I was taken to a villa to meet Sabri al-Banna, known as 'Abu Nidal' ('father of struggle'), who was at the time emerging as one of Yasser Arafat's main enemies. The meeting began inauspiciously when Abu Nidal asked me if I would like to be trained in one of his camps. No thanks, I explained. From this awkward beginning there was a further decline. I was then asked if I knew Said Hammami, the envoy of the PLO in London. I did in fact know him. He was a brave and decent man, who in a series of articles in the London had floated the first-ever trial balloon for a two-state solution in Israel/Palestine. 'Well tell him he is a traitor,' barked my host. 'And tell him we have only one way with those who betray us.' The rest of the interview passed as so many Middle Eastern interviews do: too many small cups of coffee served with too much fuss; too many unemployed heavies standing about with nothing to do and nobody to do it with; too much ugly furniture, too many too-bright electric lights; and much too much . The only political fact I could winnow, from Abu Nidal's vainglorious claims to control X number of 'fighters' in Y number of countries, was that he admired the People's Republic of China for not recognizing the State of Israel. I forget how I got out of his office.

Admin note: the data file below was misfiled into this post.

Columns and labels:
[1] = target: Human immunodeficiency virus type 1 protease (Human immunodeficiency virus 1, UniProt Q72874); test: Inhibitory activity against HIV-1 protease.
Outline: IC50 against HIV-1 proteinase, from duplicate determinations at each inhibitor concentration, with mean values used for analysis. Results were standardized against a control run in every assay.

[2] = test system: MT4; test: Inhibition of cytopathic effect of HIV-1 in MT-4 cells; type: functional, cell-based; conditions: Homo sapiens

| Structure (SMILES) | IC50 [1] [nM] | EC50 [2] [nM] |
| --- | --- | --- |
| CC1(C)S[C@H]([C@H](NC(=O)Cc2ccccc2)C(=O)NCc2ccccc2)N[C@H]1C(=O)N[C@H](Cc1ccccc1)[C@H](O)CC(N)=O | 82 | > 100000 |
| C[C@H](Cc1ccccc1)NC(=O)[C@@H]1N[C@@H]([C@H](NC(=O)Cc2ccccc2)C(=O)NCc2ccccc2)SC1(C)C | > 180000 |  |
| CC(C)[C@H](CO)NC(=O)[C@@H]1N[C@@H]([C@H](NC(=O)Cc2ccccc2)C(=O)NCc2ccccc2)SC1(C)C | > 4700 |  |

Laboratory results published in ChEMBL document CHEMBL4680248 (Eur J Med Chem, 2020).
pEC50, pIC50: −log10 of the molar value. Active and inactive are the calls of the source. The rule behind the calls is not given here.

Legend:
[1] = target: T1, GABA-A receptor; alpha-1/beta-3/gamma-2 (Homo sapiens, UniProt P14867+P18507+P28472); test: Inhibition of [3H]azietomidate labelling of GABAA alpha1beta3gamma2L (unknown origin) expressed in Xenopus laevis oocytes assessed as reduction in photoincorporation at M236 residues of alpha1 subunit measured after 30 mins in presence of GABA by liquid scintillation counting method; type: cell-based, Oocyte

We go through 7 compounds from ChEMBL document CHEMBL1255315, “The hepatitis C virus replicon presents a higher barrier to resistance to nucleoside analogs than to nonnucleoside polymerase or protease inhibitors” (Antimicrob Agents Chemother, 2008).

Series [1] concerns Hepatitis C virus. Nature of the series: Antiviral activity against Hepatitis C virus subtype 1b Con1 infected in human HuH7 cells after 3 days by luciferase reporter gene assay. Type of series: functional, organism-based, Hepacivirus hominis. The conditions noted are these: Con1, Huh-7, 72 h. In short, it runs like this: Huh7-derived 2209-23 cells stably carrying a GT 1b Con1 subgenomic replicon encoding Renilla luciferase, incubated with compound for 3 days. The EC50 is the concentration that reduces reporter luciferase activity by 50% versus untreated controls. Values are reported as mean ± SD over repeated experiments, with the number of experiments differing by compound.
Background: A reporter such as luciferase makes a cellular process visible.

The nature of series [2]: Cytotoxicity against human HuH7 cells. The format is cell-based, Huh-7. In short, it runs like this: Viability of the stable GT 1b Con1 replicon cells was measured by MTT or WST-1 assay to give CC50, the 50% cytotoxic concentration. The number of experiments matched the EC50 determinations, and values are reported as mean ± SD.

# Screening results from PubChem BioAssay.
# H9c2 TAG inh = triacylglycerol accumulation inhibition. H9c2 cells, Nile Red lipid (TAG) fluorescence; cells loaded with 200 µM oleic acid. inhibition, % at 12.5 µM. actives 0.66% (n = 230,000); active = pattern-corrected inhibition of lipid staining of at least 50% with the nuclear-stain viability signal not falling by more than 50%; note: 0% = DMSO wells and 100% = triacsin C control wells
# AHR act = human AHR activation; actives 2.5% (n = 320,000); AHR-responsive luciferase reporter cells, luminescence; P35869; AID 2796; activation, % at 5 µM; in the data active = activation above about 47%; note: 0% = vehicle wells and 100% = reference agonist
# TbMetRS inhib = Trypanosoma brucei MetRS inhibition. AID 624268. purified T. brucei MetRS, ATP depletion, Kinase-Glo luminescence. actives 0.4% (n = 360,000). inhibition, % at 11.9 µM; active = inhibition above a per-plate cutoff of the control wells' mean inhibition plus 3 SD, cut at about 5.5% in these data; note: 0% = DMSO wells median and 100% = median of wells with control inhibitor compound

Workers were required to stay six months, and even then permission to quit was not always granted. The factory held the first two months of every worker's pay; leaving without approval meant losing that money and starting over somewhere else. That was a fact of factory life you couldn't know from the outside: Getting into a factory was easy. The hard part was getting out.
In these remote corners, I have discovered a center point, where East met West, and although there has been a collision of cultures, there is now a new Christian identity that is distinctly Chinese. The circuitous mountain path in Yunnan province is red because over many years it has been soaked with blood.